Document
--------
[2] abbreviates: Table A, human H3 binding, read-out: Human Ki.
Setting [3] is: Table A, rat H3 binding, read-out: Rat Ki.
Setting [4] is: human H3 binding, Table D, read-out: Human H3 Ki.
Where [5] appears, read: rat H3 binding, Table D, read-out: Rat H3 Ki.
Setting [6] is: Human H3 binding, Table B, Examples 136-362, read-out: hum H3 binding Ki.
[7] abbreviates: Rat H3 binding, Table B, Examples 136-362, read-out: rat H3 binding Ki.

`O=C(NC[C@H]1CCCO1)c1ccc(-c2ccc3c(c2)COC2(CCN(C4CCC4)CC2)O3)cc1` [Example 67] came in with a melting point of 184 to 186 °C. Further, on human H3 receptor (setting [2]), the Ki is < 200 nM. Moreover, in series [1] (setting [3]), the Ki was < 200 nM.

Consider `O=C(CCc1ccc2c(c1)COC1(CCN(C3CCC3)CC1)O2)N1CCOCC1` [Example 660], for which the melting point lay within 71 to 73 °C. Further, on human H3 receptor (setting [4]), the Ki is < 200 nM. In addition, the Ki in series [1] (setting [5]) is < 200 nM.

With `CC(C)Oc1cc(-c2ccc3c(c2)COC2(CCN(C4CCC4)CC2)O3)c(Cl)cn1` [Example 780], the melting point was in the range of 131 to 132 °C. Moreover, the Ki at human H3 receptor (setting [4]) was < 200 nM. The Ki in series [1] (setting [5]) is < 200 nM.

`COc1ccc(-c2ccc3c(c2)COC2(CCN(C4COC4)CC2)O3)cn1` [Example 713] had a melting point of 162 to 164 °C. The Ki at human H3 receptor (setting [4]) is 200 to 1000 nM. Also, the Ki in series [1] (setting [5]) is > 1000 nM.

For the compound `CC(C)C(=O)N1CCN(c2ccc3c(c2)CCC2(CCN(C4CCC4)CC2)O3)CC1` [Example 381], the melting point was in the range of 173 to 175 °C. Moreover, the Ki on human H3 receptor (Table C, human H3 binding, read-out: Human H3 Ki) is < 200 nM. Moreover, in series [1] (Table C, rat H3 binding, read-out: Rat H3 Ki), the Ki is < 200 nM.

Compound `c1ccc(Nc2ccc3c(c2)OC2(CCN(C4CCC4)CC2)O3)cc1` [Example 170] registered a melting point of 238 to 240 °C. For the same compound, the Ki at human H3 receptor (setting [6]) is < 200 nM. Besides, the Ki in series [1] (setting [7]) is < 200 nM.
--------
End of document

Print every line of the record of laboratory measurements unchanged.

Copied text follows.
[2] abbreviates: Table A, human H3 binding, read-out: Human Ki.
Setting [3] is: Table A, rat H3 binding, read-out: Rat Ki.
Setting [4] is: human H3 binding, Table D, read-out: Human H3 Ki.
Where [5] appears, read: rat H3 binding, Table D, read-out: Rat H3 Ki.
Setting [6] is: Human H3 binding, Table B, Examples 136-362, read-out: hum H3 binding Ki.
[7] abbreviates: Rat H3 binding, Table B, Examples 136-362, read-out: rat H3 binding Ki.

`O=C(NC[C@H]1CCCO1)c1ccc(-c2ccc3c(c2)COC2(CCN(C4CCC4)CC2)O3)cc1` [Example 67] came in with a melting point of 184 to 186 °C. Further, on human H3 receptor (setting [2]), the Ki is < 200 nM. Moreover, in series [1] (setting [3]), the Ki was < 200 nM.

Consider `O=C(CCc1ccc2c(c1)COC1(CCN(C3CCC3)CC1)O2)N1CCOCC1` [Example 660], for which the melting point lay within 71 to 73 °C. Further, on human H3 receptor (setting [4]), the Ki is < 200 nM. In addition, the Ki in series [1] (setting [5]) is < 200 nM.

With `CC(C)Oc1cc(-c2ccc3c(c2)COC2(CCN(C4CCC4)CC2)O3)c(Cl)cn1` [Example 780], the melting point was in the range of 131 to 132 °C. Moreover, the Ki at human H3 receptor (setting [4]) was < 200 nM. The Ki in series [1] (setting [5]) is < 200 nM.

`COc1ccc(-c2ccc3c(c2)COC2(CCN(C4COC4)CC2)O3)cn1` [Example 713] had a melting point of 162 to 164 °C. The Ki at human H3 receptor (setting [4]) is 200 to 1000 nM. Also, the Ki in series [1] (setting [5]) is > 1000 nM.

For the compound `CC(C)C(=O)N1CCN(c2ccc3c(c2)CCC2(CCN(C4CCC4)CC2)O3)CC1` [Example 381], the melting point was in the range of 173 to 175 °C. Moreover, the Ki on human H3 receptor (Table C, human H3 binding, read-out: Human H3 Ki) is < 200 nM. Moreover, in series [1] (Table C, rat H3 binding, read-out: Rat H3 Ki), the Ki is < 200 nM.

Compound `c1ccc(Nc2ccc3c(c2)OC2(CCN(C4CCC4)CC2)O3)cc1` [Example 170] registered a melting point of 238 to 240 °C. For the same compound, the Ki at human H3 receptor (setting [6]) is < 200 nM. Besides, the Ki in series [1] (setting [7]) is < 200 nM.